Believe me, publishers don't know, or they would already be doing it. There are ways and means to push sales and publicity but it doesn't always work as expected. And then one day some obscure title comes out of the pack and soon everyone is talking about it, buying it, reading it. To have this kind of hit is the dream of every writer and every publisher. Did you know the initial print run of the first Harry Potter was only 100?

Right now it's all about ebooks. I would love to crack the code for high ebook sales. I wish I knew what kind of combination makes it happen. Any tips on that? If so, please share. I've heard of different elements-- cover, genre, number and/or series by same author, pricing, author networking online, coming out at the right time-- how about quality of the writing? I'm not sure.

This all puzzles me. I've read a few sample chapters of some hot ebook sellers, sometimes self-published, and as an editor I'm dismayed at what I see. As an author, I'm very jealous really curious. What? You sold 10,000 copies of your ebook last year? *salivate* *slobber* *green with envy* And wondering *how did you do it?* I can't tell you how many indie authors I've run across on Twitter and blogs who are talking these kinds of numbers. You can have a top agent, publish with a top firm and not see these kinds of numbers.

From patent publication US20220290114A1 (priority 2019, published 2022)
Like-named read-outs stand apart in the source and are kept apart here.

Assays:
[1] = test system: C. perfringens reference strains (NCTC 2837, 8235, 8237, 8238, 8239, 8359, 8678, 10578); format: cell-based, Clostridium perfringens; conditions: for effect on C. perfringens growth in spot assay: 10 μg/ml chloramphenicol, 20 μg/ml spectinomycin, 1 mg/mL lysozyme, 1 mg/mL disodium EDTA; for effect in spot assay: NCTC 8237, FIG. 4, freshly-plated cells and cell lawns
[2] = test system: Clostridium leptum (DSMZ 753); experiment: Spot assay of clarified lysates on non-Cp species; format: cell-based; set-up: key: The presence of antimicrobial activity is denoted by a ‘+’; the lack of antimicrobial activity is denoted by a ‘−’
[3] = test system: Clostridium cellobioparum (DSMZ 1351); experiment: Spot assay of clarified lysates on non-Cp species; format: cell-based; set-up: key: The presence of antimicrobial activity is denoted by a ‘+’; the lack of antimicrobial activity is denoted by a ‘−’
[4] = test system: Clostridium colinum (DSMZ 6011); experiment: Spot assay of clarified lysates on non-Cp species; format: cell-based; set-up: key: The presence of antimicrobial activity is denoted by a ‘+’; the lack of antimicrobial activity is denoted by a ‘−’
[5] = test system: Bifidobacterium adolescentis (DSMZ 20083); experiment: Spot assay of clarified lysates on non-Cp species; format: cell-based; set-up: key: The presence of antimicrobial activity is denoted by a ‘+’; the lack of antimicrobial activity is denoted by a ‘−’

I'm not sure that ebook success can be predicted or programmed any more than print book success could be before the Kindle changed the publishing world. And as more and more ebooks come out, the opportunity for sales based on timing may diminish.

So what is the key? What is the secret? Has anyone figured out a formula on how to get really high ebook sales? (Besides JA Konrath. His theory is cover and price. I've read his blogs, but has everyone who has followed his advice had the kind of sales he's talking about?)